Here's how Apple plans to prevent 'DeformGate,' 'DiscolorGate,' or 'ScratchGate' from happening to the Apple Watch

The Apple Watch casing has proven to be pretty strong, but it’s apparently normal for the various watch bands to become deformed, discolored, or scratched over time, according to Apple blog 9to5Mac.

Citing sources briefed on internal Apple support documents, 9to5Mac says Apple will not allow returns or replacements for watch bands that show normal wear and tear. This includes the discoloration of the leather bands “due to sweat or lotions,” deformity of the fluoroeslastomer bands, and scratches and marks on the metal bands: Apple calls it all “expected behaviour.”

9to5Mac has more photos of what those worn down wristbands look like, if you want an idea of what Apple considers “wear and tear.”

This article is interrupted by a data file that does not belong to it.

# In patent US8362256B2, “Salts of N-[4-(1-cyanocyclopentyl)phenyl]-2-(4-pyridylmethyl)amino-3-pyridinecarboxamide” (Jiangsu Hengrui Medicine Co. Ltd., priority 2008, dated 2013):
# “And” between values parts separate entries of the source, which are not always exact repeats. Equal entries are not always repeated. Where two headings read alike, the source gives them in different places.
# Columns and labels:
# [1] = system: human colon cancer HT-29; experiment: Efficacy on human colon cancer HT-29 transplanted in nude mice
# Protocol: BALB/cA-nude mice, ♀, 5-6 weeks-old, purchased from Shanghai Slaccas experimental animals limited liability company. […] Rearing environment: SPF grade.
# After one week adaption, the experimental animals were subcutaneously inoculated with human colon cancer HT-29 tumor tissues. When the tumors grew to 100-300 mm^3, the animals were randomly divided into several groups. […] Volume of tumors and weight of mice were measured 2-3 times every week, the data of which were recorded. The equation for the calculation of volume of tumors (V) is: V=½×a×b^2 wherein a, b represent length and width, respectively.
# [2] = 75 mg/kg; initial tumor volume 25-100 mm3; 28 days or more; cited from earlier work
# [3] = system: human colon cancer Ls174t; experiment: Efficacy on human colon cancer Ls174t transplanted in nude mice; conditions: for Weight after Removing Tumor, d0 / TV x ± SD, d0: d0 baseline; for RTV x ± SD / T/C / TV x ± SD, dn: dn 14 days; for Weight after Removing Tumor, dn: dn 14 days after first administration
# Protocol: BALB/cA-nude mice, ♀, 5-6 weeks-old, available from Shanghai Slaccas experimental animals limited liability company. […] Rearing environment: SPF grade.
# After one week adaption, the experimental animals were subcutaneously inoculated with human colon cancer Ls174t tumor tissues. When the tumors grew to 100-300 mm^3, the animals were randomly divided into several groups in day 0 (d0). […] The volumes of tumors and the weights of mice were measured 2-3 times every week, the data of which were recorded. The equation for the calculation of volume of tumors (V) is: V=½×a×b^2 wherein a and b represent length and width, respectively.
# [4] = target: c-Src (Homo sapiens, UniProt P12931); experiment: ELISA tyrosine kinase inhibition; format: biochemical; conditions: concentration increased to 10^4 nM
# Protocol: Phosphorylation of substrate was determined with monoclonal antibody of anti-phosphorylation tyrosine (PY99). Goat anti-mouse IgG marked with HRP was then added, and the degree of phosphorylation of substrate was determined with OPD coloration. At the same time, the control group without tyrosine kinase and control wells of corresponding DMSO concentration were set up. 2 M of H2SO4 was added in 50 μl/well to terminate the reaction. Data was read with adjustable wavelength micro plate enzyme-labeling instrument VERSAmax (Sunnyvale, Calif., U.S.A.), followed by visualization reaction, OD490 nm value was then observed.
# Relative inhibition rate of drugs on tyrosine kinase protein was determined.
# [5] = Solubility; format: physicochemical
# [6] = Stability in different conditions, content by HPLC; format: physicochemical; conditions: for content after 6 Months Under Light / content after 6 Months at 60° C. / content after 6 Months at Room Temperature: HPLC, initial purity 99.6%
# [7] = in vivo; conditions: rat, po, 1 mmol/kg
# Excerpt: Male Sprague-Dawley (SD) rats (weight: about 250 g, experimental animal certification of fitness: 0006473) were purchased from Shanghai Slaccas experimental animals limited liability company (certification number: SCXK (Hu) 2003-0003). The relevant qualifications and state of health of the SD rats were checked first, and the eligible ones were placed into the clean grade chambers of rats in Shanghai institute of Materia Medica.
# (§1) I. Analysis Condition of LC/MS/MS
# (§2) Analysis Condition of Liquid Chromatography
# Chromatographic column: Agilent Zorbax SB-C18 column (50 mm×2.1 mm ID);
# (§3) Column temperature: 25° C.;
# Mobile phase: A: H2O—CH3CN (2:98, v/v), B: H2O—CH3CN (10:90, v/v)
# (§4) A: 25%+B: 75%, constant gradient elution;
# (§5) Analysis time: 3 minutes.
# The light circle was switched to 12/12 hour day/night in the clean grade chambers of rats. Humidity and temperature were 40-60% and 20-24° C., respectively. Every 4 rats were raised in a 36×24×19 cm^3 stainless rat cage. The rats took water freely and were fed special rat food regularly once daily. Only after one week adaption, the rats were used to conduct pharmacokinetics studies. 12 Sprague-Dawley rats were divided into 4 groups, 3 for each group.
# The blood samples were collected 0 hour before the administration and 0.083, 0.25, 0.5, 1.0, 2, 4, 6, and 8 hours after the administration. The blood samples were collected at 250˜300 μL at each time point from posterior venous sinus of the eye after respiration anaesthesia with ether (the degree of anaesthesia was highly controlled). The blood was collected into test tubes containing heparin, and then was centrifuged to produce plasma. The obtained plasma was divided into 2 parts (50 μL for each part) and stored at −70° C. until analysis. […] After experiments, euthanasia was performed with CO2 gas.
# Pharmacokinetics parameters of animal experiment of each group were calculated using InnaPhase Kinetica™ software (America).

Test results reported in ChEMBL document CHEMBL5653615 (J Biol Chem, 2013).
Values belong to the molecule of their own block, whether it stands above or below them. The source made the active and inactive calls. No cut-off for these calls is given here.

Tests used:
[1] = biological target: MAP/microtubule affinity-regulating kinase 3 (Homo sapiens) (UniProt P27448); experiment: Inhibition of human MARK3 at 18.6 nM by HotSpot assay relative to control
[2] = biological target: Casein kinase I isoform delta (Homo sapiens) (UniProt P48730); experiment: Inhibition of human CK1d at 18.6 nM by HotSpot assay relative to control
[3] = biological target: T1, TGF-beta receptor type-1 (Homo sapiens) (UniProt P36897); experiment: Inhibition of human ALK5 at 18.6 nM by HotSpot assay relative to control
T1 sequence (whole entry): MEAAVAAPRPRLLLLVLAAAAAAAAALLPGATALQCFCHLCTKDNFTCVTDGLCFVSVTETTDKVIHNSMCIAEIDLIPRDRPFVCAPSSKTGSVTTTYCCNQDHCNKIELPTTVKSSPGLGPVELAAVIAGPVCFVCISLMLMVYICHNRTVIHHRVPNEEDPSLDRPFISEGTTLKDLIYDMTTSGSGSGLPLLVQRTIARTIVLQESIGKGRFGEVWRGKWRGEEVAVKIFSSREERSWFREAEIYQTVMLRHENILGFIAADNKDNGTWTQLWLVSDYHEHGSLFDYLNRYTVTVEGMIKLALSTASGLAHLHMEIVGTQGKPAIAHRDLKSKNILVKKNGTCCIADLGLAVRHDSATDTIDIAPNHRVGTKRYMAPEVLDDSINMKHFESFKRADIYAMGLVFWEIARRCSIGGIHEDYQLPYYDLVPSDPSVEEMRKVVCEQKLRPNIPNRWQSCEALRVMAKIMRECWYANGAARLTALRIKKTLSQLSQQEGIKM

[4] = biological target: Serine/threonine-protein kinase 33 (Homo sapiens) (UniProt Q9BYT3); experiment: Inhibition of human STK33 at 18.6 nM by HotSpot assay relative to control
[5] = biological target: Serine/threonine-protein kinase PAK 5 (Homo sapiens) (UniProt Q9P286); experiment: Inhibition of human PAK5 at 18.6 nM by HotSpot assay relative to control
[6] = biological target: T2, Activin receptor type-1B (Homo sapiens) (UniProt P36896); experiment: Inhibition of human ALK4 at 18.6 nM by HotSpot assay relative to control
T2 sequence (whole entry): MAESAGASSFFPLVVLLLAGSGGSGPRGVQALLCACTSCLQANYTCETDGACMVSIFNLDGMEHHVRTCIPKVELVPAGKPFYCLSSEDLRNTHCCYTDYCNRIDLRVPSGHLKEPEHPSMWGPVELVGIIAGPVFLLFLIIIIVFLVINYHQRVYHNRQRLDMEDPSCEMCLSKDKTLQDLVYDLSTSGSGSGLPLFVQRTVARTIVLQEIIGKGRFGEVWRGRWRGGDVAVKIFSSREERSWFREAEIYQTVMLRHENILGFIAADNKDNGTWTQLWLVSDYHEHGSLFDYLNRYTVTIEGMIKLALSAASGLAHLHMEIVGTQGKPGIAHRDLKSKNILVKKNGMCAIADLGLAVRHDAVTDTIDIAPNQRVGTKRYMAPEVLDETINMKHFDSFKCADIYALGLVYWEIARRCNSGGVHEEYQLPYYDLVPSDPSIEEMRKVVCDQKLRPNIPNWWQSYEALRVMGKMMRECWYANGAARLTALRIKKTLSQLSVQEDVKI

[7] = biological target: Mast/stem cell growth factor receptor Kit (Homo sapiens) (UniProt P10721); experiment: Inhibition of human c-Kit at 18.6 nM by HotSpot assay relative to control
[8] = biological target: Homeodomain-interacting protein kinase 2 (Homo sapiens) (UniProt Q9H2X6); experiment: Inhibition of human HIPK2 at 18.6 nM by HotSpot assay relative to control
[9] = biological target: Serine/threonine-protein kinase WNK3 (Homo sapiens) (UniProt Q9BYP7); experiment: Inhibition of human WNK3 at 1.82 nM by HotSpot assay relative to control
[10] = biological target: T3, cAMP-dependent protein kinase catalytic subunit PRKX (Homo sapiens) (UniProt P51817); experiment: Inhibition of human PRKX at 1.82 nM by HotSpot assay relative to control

Apple is likely trying to prevent another “gate” from happening to its products. The iPhone 4 suffered from “AntennaGate,” which resulted in Apple providing free phone cases to all customers that requested one to help fix the cellular issues. More recently, the iPhone 6 and iPhone 6 Plus suffered from BendGate, in which the phone could be slightly deformed if they were sat on, or intentionally bent.

Financial implications aside, both “gates” cast shadows over these new products as critics and fans poked fun at these imperfections. Apple had to do a lot of marketing to help compensate: Steve Jobs called a press conference for AntennaGate, and the company invited journalists to tour its secret facilities that stress-tested the iPhone 6 during BendGate, in addition to a press release and offering replacements for bent phones.


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